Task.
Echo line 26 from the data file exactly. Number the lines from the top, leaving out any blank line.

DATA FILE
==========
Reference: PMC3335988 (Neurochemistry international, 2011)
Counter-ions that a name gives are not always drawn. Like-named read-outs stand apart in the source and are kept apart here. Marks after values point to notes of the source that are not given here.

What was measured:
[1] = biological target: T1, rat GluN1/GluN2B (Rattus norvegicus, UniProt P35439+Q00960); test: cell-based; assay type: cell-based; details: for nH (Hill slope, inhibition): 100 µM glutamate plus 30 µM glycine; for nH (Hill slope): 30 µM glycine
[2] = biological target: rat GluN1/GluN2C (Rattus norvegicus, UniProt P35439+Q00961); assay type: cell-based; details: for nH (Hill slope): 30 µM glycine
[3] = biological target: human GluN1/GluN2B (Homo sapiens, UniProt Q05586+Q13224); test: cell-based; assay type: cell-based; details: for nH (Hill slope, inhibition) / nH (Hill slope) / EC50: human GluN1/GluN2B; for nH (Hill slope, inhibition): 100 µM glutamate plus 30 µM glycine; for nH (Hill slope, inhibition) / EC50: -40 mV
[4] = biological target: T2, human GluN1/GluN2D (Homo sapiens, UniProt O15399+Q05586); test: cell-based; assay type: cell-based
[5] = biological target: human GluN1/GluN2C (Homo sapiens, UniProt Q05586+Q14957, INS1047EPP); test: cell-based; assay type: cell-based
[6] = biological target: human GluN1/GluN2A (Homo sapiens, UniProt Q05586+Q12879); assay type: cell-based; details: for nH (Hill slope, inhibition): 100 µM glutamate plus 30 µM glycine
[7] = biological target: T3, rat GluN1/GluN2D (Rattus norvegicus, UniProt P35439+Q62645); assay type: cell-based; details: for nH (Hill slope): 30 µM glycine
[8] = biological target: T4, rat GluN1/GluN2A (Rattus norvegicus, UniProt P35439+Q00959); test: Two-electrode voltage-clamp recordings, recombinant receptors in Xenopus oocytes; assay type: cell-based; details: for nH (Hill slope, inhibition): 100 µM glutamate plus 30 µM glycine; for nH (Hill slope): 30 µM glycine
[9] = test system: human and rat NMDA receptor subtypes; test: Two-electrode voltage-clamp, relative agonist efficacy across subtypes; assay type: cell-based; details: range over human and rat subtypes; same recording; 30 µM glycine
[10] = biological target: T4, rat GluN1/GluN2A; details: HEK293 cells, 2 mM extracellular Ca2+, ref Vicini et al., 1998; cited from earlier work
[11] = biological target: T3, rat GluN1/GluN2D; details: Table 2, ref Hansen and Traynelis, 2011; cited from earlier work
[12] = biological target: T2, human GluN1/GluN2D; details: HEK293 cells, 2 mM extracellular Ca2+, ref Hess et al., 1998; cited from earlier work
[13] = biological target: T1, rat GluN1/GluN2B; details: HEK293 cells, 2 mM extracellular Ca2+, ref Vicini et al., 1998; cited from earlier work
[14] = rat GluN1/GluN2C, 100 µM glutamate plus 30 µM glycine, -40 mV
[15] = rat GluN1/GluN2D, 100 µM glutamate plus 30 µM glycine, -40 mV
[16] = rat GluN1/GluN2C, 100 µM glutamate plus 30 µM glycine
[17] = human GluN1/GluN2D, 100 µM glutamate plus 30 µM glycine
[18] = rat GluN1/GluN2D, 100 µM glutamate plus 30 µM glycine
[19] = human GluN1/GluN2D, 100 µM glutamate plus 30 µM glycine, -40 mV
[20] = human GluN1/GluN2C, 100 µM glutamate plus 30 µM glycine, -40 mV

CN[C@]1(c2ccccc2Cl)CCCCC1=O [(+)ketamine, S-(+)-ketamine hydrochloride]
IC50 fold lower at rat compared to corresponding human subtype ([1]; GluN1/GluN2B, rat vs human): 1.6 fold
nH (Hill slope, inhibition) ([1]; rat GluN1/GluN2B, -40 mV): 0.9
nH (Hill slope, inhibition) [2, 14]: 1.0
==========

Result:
nH (Hill slope, inhibition) ([1]; rat GluN1/GluN2B, -40 mV): 0.9